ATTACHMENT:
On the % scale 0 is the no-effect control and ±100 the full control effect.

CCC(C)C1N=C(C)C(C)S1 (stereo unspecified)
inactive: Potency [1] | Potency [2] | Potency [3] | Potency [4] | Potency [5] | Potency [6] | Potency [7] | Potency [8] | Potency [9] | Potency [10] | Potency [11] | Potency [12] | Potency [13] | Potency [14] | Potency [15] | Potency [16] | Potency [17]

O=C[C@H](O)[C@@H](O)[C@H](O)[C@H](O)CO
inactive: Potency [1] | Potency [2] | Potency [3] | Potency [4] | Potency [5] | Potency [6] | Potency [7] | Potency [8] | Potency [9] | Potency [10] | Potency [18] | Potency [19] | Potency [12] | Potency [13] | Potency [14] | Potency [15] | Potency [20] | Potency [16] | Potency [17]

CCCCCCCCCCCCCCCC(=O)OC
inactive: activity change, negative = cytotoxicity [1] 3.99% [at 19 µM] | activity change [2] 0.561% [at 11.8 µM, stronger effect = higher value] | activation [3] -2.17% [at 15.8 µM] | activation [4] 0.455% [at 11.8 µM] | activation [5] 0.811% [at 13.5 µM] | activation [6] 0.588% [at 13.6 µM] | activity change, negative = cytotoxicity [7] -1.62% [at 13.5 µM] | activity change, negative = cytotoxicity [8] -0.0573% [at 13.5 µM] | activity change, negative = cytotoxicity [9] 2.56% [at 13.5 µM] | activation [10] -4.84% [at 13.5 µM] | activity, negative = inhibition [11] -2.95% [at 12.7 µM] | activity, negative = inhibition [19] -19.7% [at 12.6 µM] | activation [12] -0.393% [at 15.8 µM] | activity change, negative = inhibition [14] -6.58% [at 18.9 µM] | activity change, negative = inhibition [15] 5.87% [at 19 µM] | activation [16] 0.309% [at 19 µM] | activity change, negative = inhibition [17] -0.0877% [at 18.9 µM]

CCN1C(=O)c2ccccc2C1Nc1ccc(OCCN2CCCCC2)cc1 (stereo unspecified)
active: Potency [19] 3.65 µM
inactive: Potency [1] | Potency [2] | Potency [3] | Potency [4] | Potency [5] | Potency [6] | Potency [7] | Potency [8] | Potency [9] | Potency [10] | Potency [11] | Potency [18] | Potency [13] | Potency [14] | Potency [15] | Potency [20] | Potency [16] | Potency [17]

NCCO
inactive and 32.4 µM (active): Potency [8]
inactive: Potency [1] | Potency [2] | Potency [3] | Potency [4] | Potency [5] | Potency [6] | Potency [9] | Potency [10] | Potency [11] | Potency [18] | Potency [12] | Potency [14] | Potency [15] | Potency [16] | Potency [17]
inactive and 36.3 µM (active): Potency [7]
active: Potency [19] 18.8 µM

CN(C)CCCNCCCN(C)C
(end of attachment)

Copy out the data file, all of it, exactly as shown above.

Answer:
On the % scale 0 is the no-effect control and ±100 the full control effect.

CCC(C)C1N=C(C)C(C)S1 (stereo unspecified)
inactive: Potency [1] | Potency [2] | Potency [3] | Potency [4] | Potency [5] | Potency [6] | Potency [7] | Potency [8] | Potency [9] | Potency [10] | Potency [11] | Potency [12] | Potency [13] | Potency [14] | Potency [15] | Potency [16] | Potency [17]

O=C[C@H](O)[C@@H](O)[C@H](O)[C@H](O)CO
inactive: Potency [1] | Potency [2] | Potency [3] | Potency [4] | Potency [5] | Potency [6] | Potency [7] | Potency [8] | Potency [9] | Potency [10] | Potency [18] | Potency [19] | Potency [12] | Potency [13] | Potency [14] | Potency [15] | Potency [20] | Potency [16] | Potency [17]

CCCCCCCCCCCCCCCC(=O)OC
inactive: activity change, negative = cytotoxicity [1] 3.99% [at 19 µM] | activity change [2] 0.561% [at 11.8 µM, stronger effect = higher value] | activation [3] -2.17% [at 15.8 µM] | activation [4] 0.455% [at 11.8 µM] | activation [5] 0.811% [at 13.5 µM] | activation [6] 0.588% [at 13.6 µM] | activity change, negative = cytotoxicity [7] -1.62% [at 13.5 µM] | activity change, negative = cytotoxicity [8] -0.0573% [at 13.5 µM] | activity change, negative = cytotoxicity [9] 2.56% [at 13.5 µM] | activation [10] -4.84% [at 13.5 µM] | activity, negative = inhibition [11] -2.95% [at 12.7 µM] | activity, negative = inhibition [19] -19.7% [at 12.6 µM] | activation [12] -0.393% [at 15.8 µM] | activity change, negative = inhibition [14] -6.58% [at 18.9 µM] | activity change, negative = inhibition [15] 5.87% [at 19 µM] | activation [16] 0.309% [at 19 µM] | activity change, negative = inhibition [17] -0.0877% [at 18.9 µM]

CCN1C(=O)c2ccccc2C1Nc1ccc(OCCN2CCCCC2)cc1 (stereo unspecified)
active: Potency [19] 3.65 µM
inactive: Potency [1] | Potency [2] | Potency [3] | Potency [4] | Potency [5] | Potency [6] | Potency [7] | Potency [8] | Potency [9] | Potency [10] | Potency [11] | Potency [18] | Potency [13] | Potency [14] | Potency [15] | Potency [20] | Potency [16] | Potency [17]

NCCO
inactive and 32.4 µM (active): Potency [8]
inactive: Potency [1] | Potency [2] | Potency [3] | Potency [4] | Potency [5] | Potency [6] | Potency [9] | Potency [10] | Potency [11] | Potency [18] | Potency [12] | Potency [14] | Potency [15] | Potency [16] | Potency [17]
inactive and 36.3 µM (active): Potency [7]
active: Potency [19] 18.8 µM

CN(C)CCCNCCCN(C)C